Eradicating cholera in the island of Hispaniola
USAID and World Vision join coalition to eliminate cholera from Haiti and the Dominican Republic
Alliance of 20 organizations is mobilizing resources to support government efforts to eliminate cholera by 2022
Washington, D.C., 28 June 2013 (PAHO/WHO) – The United States Agency for International Development (USAID) and World Vision today became the newest members of the Regional Coalition on Water and Sanitation to Eliminate Cholera in Hispaniola, an alliance of more than 20 agencies and associations that are supporting efforts by the governments of Haiti and the Dominican Republic to eliminate the transmission of cholera. Read More
$29.1 million pledged to support cholera elimination in Haiti and the Dominican Republic
PAHO/WHO and partners say more support is needed to save lives, prevent cholera’s spread
Washington, D.C., 31 May 2013 (PAHO/WHO) — Members of an international coalition today announced new financial support for efforts to eliminate cholera from Haiti and the Dominican Republic, through major investments in water and sanitation and health systems strengthening. The support was announced in a meeting of the Regional Coalition to Eliminate Cholera Transmission in Hispaniola, held at the Pan American Health Organization/World Health Organization (PAHO/WHO) in Washington, D.C. Read More
Vaccination, maternal-child health and cholera are top priorities for PAHO/WHO technical cooperation in Haiti
Port-of-Prince, Haiti, 27 April 2012 (PAHO/WHO) – In her first official visit to Haiti, on the eve of the launch of the 11th Vaccination Week in the Americas, PAHO Director Carissa F. Etienee met with First Lady Sophia Martelly and Minister of Health Florence Guillaume of Haiti to analyze technical cooperation priorities in the country.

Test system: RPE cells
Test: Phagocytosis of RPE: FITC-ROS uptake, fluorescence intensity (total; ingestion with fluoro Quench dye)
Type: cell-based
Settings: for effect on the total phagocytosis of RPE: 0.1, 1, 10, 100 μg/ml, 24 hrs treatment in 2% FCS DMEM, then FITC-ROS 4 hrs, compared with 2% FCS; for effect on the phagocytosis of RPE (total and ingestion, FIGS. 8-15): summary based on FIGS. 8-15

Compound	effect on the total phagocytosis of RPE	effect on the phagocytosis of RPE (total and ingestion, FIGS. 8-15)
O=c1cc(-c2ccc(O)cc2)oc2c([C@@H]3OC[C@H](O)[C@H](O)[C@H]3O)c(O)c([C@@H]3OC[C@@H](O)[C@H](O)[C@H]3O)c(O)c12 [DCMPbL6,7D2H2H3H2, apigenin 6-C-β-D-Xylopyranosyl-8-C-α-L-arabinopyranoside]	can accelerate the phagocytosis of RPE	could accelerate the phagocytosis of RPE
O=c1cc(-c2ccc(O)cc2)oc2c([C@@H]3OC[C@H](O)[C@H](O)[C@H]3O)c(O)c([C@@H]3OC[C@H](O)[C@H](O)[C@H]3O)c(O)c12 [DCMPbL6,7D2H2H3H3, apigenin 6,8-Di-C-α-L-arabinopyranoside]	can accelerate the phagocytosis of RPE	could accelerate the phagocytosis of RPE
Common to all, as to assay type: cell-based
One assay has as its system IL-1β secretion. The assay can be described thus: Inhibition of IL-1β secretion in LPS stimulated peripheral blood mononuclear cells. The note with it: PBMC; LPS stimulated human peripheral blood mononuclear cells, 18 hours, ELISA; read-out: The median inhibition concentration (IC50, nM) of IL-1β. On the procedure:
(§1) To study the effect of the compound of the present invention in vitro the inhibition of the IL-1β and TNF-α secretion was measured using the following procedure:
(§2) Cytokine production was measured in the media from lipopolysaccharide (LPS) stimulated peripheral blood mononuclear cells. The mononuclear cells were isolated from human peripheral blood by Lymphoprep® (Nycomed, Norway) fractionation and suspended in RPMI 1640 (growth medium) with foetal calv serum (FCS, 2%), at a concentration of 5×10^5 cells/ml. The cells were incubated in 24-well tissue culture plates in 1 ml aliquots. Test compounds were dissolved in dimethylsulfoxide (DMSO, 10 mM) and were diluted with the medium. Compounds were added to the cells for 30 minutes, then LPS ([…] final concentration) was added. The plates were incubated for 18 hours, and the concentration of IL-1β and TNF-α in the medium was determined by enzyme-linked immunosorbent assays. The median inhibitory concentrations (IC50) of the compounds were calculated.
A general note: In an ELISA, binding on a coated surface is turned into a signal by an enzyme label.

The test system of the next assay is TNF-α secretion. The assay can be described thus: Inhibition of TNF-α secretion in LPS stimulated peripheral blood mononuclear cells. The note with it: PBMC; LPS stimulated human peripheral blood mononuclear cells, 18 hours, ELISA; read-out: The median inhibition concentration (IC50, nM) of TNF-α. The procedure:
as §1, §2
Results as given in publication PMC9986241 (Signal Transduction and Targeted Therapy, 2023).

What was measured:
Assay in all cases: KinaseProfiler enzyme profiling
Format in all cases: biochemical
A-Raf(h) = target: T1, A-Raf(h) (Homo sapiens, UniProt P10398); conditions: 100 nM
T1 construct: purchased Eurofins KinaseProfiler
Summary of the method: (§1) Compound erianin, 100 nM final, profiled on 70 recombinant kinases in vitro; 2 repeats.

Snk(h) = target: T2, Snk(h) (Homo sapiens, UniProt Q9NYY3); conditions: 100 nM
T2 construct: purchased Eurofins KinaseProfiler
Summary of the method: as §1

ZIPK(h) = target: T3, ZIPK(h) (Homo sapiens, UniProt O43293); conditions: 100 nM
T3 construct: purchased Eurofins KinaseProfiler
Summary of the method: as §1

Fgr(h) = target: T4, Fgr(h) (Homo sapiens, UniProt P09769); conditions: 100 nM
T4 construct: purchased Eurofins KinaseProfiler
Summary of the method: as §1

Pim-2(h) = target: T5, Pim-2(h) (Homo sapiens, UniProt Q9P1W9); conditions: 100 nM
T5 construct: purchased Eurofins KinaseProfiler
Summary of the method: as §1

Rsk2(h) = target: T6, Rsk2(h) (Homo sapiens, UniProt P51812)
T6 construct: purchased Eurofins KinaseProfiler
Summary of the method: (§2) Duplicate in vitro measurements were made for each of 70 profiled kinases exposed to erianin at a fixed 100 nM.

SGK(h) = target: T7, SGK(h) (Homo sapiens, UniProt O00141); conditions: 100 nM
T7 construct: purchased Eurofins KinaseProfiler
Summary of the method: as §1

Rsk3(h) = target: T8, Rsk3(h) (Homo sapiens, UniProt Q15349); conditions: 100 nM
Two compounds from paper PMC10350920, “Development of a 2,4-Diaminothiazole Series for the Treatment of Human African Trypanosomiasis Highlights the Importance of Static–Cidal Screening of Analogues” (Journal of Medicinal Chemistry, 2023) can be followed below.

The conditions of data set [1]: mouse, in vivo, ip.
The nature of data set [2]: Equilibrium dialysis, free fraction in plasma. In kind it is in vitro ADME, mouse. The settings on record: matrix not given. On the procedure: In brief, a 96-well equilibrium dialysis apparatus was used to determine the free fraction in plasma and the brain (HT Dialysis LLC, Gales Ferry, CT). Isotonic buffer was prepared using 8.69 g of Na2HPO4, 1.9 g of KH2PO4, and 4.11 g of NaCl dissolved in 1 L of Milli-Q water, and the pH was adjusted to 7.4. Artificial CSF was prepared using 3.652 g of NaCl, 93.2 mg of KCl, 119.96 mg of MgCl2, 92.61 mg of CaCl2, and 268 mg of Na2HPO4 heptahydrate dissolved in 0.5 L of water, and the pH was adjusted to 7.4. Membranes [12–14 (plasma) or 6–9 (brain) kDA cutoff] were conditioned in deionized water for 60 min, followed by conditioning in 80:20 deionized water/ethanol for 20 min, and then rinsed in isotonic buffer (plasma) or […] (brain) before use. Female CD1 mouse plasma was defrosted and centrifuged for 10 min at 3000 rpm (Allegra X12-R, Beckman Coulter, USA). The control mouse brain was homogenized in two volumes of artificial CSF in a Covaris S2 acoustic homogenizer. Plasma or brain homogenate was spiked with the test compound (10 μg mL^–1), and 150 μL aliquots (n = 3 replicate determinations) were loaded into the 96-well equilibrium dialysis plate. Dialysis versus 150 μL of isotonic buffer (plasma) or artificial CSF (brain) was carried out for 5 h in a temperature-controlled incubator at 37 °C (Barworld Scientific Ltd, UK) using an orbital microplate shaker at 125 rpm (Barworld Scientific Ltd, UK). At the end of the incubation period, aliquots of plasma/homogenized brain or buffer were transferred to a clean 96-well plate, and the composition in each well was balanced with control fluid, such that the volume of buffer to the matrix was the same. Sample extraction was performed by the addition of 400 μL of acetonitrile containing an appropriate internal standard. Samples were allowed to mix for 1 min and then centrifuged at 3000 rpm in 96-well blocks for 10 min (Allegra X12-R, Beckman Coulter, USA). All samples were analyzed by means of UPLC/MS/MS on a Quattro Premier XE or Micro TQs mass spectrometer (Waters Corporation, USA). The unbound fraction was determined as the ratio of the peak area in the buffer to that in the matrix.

In a meeting in the National Palace, which was destroyed in the 2010 earthquake, Martelly thanks Etienne for PAHO/WHO’s support in strengthening Haiti’s health system.
“We work to build capacity, to strengthen the work of health authorities in countries,” said Etienne, adding that “this is the significant contribution” that the world’s oldest international health organization provides to its Member States.
Guillaume highlighted immunization, maternal-child health, and cholera as her country’s top health priorities. Haiti has achieved high rates of immunization coverage for measles, rubella, and polio, and has reported no cases of these diseases. Last year, with support from PAHO/WHO and other partners, the country introduced the pentavalent vaccine and plans to begin vaccinating against tetanus and rotavirus during 2103.
“We want to expand access to maternal-child health so that women have prenatal care and give birth in maternity centers,” said Guillaume. According survey data (Emus 5) for 2011, only 36% of Haitian women give birth in institutions, up 11 points from 2005.
Since 2012, Haiti with support from PAHO/WHO and financing from the Canadian International Development Agency (CIDA) has been implementing a program for free obstetric and pediatric care for women and for children under 5 in 17 institutions in the country. The program also provides family planning services. Since its launch the program has benefitted more than 29,700 women and nearly 68,000 children.
Last February, Haiti launched its new National Plan for the Elimination of Cholera, a disease that has sickened 650,000 people and claimed over 8,000 lives since October 2010. PAHO/WHO is working with its partners in the Regional Coalition for the Elimination of Transmission of Cholera from Hispaniola to mobilize financial resources and to provide technical support for the national plan.
The 10-year plan includes investments in water and sanitation infrastructure as well as pilot projects for cholera vaccination. PAHO/WHO has pledged US$500,000 toward ensuring clean water in health facilities and for technical cooperation in vaccination.